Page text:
NARRATIVES: 1. The elections in Russia are important for Transnistria because the latter is part of the Russian world. 2. Russian troops on the Dniester are defending the security of the Transnistrian republic. 3. The population supports the independence of the region and its unification with Russia, as reflected in the 2006 referendum. 4. Russia needs a sovereign and patriotic leadership that should prevent the Federation from being enslaved by the West.
BACKGROUND: Elections for the State Duma are being held in the Russian Federation. Traditionally, Russian authorities have organized polling stations in the region of Transnistria as well, a breakaway region in eastern Republic of Moldova, currently controlled by Moscow. People in the area have a number of secondary citizenships (not simultaneously), apart from the official citizenships of the regime, which the international community refuses to recognize: Moldovan, Ukrainian, Russia and even Romanian.
For this year’s election, the Russian Federation has set up 27 polling stations in Transnistria. In two of these, the voting process will unfold over the course of three days, over September 17-19. The remaining stations will open on Sunday, September 19. Voters can cast their votes based on their personal IDs or their Russian passports (including those that are past their expiry date), or even based on their Soviet-era passports, stating their Russian citizenship or their residence from 1990.
The Kremlin relies on every vote from the separatist regions it politically supports. Normally, people in Transnistria vote for representatives of the ruling power in the Russian Federation. At the 2016 elections for the State Duma, 55.7 thousand Russian citizens from Transnistria expressed their votes, 83% of whom voted for the “Yedinaya Rossiya” party, which they regarded as “Vladimir Putin’s party”. At the presidential election of 2018, the majority of voters from Transnistria voted for Vladimir Putin – 96%. The local media reported some 74 thousand people cast their votes in 2018.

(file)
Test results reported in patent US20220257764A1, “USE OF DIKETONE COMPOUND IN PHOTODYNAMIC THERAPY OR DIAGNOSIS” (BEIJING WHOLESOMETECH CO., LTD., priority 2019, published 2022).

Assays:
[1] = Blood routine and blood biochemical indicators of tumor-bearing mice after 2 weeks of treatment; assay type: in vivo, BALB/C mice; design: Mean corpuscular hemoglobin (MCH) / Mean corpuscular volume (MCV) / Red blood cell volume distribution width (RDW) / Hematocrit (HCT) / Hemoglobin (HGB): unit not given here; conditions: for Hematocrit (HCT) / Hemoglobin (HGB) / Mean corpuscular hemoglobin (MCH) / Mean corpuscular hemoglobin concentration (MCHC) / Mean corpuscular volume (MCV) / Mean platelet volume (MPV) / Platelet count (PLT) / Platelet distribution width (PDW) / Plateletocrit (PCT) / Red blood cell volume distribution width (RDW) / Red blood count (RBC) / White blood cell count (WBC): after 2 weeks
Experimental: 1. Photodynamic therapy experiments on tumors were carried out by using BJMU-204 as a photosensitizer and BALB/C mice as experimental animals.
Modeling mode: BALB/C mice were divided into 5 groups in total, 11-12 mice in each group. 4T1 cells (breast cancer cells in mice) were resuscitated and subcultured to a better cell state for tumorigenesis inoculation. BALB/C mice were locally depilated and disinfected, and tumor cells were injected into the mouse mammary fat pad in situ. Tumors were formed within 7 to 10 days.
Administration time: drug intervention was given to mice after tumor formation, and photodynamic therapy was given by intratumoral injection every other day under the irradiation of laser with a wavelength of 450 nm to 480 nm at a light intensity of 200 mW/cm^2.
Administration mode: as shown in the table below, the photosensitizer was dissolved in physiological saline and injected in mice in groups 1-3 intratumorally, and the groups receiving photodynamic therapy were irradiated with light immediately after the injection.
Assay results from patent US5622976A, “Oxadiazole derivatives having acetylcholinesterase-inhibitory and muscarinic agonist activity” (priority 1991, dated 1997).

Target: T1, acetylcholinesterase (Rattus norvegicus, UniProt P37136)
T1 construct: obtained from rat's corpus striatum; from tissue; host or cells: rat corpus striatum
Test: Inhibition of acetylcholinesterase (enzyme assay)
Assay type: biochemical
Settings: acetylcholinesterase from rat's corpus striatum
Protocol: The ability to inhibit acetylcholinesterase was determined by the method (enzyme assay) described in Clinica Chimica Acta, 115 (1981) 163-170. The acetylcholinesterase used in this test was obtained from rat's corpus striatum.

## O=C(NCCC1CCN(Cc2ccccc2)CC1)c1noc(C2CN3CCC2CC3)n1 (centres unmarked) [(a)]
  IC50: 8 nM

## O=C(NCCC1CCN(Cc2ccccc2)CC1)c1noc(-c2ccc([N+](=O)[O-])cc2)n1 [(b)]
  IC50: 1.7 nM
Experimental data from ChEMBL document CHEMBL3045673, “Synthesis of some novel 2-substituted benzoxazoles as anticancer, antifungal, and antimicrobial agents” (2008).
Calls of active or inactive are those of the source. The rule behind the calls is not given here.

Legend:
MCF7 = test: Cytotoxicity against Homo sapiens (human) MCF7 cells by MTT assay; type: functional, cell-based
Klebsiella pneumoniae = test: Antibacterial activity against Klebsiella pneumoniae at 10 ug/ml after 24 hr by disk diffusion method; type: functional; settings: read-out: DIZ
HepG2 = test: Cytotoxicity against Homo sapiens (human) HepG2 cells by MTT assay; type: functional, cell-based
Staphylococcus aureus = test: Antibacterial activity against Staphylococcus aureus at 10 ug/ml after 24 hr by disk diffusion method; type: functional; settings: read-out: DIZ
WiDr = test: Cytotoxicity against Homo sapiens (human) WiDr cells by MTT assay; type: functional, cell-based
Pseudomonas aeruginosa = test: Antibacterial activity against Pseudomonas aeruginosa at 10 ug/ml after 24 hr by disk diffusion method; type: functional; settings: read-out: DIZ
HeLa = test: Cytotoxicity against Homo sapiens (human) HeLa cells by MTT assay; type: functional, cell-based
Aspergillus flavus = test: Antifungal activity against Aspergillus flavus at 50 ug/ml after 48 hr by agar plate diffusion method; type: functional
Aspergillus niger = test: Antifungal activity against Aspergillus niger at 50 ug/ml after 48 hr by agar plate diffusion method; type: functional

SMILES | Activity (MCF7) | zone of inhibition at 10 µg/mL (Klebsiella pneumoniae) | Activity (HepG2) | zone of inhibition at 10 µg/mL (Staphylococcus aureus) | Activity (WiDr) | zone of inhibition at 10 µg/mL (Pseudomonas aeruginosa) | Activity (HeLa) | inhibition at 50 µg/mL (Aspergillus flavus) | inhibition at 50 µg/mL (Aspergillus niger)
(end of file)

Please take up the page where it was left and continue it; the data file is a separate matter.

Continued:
PURPOSE: The narratives seek to reinforce the idea that the region of Transnistria belongs to the Russian sphere of influence. Moreover, they try to mobilize voters in the election and to promote the ruling party in the Russian Federation.
WHY THE NARRATIVES ARE FALSE: Transnistria is part of the Republic of Moldova, according to the 1991 Declaration of Independence, recognized by the international community, including the Russian Federation, which claims to be observing the territorial integrity of the Republic of Moldova. On the other hand, Moscow has supported the separatist regime in Tiraspol. Chișinău lost control of the region in the wake of the Moldovan-Russian war of 1992, where the Russian 14th army got involved. The ceasefire agreement was signed by Russian president, Boris Yeltsin and Moldovan president, Mircea Snegur. Part of the munitions and Russian troops are still illegally stationed on the territory of the Republic of Moldova, something which is instrumental to upholding the separatist regime in Tiraspol. The population supports the region’s independence from Chișinău, against the backdrop of massive Russian propaganda targeting the Republic of Moldova, the ban on Moldovan media and TV stations, and the oppression of Romanian-language schools and the restriction of freedom of expression.
As regards the narrative about the sovereign and patriotic leadership in Russia, one that should prevent the Federation from being taken over by the West, it is actually part of the Kremlin’s meta-narrative that argues the West is allegedly trying to enslave Russia, that it is threatening Russia’s national security and sovereignty and wants to impose a foreign rule in this country. According to the same narrative, the West undermines Russia’s faith and church and opposes the traditional values Russia tries to defend. The meta-narrative is used with a view to consolidating Putin’s regime and eradicating opposition and the civil society, seen as tools used by the West. Western liberal democratic values, which in turn might threaten the Kremlin’s power, are also depicted as a threat to Russia.
WHO STANDS TO BENEFIT: The Kremlin.